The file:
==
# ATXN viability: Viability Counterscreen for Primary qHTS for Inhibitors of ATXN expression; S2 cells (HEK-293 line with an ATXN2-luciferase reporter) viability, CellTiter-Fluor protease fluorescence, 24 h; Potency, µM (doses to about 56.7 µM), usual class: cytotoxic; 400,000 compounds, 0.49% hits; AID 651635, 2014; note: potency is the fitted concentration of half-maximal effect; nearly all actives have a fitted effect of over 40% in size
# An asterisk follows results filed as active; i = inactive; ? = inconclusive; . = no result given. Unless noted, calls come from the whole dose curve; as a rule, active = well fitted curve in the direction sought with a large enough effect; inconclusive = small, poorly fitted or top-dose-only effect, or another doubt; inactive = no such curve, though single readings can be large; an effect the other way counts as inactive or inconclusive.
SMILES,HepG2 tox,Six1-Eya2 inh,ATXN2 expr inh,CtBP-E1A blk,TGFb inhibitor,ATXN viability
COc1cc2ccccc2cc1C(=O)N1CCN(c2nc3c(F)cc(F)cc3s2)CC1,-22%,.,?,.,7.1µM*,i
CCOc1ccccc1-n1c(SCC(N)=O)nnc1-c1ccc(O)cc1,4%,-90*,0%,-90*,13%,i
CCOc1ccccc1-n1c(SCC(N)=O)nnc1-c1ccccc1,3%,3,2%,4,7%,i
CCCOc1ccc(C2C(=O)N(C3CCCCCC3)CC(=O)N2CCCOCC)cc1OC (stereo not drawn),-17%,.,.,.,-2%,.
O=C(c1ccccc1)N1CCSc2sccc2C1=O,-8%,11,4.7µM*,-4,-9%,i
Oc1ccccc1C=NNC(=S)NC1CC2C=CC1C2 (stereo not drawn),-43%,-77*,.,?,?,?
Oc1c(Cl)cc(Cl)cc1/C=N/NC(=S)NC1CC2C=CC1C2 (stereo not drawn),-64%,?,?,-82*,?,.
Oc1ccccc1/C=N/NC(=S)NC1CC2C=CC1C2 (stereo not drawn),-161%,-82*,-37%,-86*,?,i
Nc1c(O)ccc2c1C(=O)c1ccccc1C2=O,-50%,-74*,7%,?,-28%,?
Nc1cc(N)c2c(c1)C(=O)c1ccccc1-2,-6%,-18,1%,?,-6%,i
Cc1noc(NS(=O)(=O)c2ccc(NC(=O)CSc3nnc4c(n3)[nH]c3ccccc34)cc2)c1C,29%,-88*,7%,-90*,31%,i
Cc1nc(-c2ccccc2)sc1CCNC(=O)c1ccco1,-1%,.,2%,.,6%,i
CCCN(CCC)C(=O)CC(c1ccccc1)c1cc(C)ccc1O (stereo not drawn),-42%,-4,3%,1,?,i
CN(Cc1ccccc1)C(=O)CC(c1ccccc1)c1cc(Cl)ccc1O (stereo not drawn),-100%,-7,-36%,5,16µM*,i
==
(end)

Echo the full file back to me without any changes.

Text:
# ATXN viability: Viability Counterscreen for Primary qHTS for Inhibitors of ATXN expression; S2 cells (HEK-293 line with an ATXN2-luciferase reporter) viability, CellTiter-Fluor protease fluorescence, 24 h; Potency, µM (doses to about 56.7 µM), usual class: cytotoxic; 400,000 compounds, 0.49% hits; AID 651635, 2014; note: potency is the fitted concentration of half-maximal effect; nearly all actives have a fitted effect of over 40% in size
# An asterisk follows results filed as active; i = inactive; ? = inconclusive; . = no result given. Unless noted, calls come from the whole dose curve; as a rule, active = well fitted curve in the direction sought with a large enough effect; inconclusive = small, poorly fitted or top-dose-only effect, or another doubt; inactive = no such curve, though single readings can be large; an effect the other way counts as inactive or inconclusive.
SMILES,HepG2 tox,Six1-Eya2 inh,ATXN2 expr inh,CtBP-E1A blk,TGFb inhibitor,ATXN viability
COc1cc2ccccc2cc1C(=O)N1CCN(c2nc3c(F)cc(F)cc3s2)CC1,-22%,.,?,.,7.1µM*,i
CCOc1ccccc1-n1c(SCC(N)=O)nnc1-c1ccc(O)cc1,4%,-90*,0%,-90*,13%,i
CCOc1ccccc1-n1c(SCC(N)=O)nnc1-c1ccccc1,3%,3,2%,4,7%,i
CCCOc1ccc(C2C(=O)N(C3CCCCCC3)CC(=O)N2CCCOCC)cc1OC (stereo not drawn),-17%,.,.,.,-2%,.
O=C(c1ccccc1)N1CCSc2sccc2C1=O,-8%,11,4.7µM*,-4,-9%,i
Oc1ccccc1C=NNC(=S)NC1CC2C=CC1C2 (stereo not drawn),-43%,-77*,.,?,?,?
Oc1c(Cl)cc(Cl)cc1/C=N/NC(=S)NC1CC2C=CC1C2 (stereo not drawn),-64%,?,?,-82*,?,.
Oc1ccccc1/C=N/NC(=S)NC1CC2C=CC1C2 (stereo not drawn),-161%,-82*,-37%,-86*,?,i
Nc1c(O)ccc2c1C(=O)c1ccccc1C2=O,-50%,-74*,7%,?,-28%,?
Nc1cc(N)c2c(c1)C(=O)c1ccccc1-2,-6%,-18,1%,?,-6%,i
Cc1noc(NS(=O)(=O)c2ccc(NC(=O)CSc3nnc4c(n3)[nH]c3ccccc34)cc2)c1C,29%,-88*,7%,-90*,31%,i
Cc1nc(-c2ccccc2)sc1CCNC(=O)c1ccco1,-1%,.,2%,.,6%,i
CCCN(CCC)C(=O)CC(c1ccccc1)c1cc(C)ccc1O (stereo not drawn),-42%,-4,3%,1,?,i
CN(Cc1ccccc1)C(=O)CC(c1ccccc1)c1cc(Cl)ccc1O (stereo not drawn),-100%,-7,-36%,5,16µM*,i